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Annan recommends two-month extension of UN's Western Sahara mission

Annan recommends two-month extension of UN's Western Sahara mission

Secretary-General Kofi Annan today reported that there has been no progress in the implementation of the United Nations Settlement Plan for Western Sahara, but recommended that the UN mission in the country be extended for two months to allow the parties to explore a possible solution.

That recommendation is contained in Mr. Annan's latest report to the Security Council on the mission, known by its French acronym MINURSO, which was first deployed in 1991 to conduct a referendum for the people of Western Sahara to choose between independence and integration with Morocco.

According to the report, while there has been no advancement in overcoming obstacles to the Settlement Plan, there has been some progress in determining whether Morocco, as the administrative power, "is prepared to offer or support some devolution of authority for all inhabitants and former inhabitants of the Territory that is genuine, substantial and in keeping with international norms." The two-month extension, through 30 June, should be used to provide time for consultations on a possible devolution of authority, the report says.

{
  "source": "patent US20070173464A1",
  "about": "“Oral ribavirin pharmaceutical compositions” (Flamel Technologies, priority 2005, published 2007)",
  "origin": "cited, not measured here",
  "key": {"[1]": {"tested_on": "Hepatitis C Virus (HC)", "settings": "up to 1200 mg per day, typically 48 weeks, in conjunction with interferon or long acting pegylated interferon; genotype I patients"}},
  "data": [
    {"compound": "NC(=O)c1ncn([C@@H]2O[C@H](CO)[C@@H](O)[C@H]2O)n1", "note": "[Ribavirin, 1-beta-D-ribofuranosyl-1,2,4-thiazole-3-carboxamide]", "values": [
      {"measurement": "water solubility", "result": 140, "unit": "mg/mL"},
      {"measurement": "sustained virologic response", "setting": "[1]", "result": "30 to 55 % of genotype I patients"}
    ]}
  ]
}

Mr. Annan makes his proposal at the recommendation of his Personal Envoy, James Baker III, who in recent months has been "able to fully re-engage in trying to assist the parties to find an early, durable and agreed resolution to their dispute over Western Sahara." Previously, Mr. Annan reported that Mr. Baker had been required to undertake duties in relation to the 2000 United States Presidential election.

According to a UN spokesman, the Security Council is expected to consider the report during consultations on Thursday. MINURSO's mandate is set to expire on 30 April.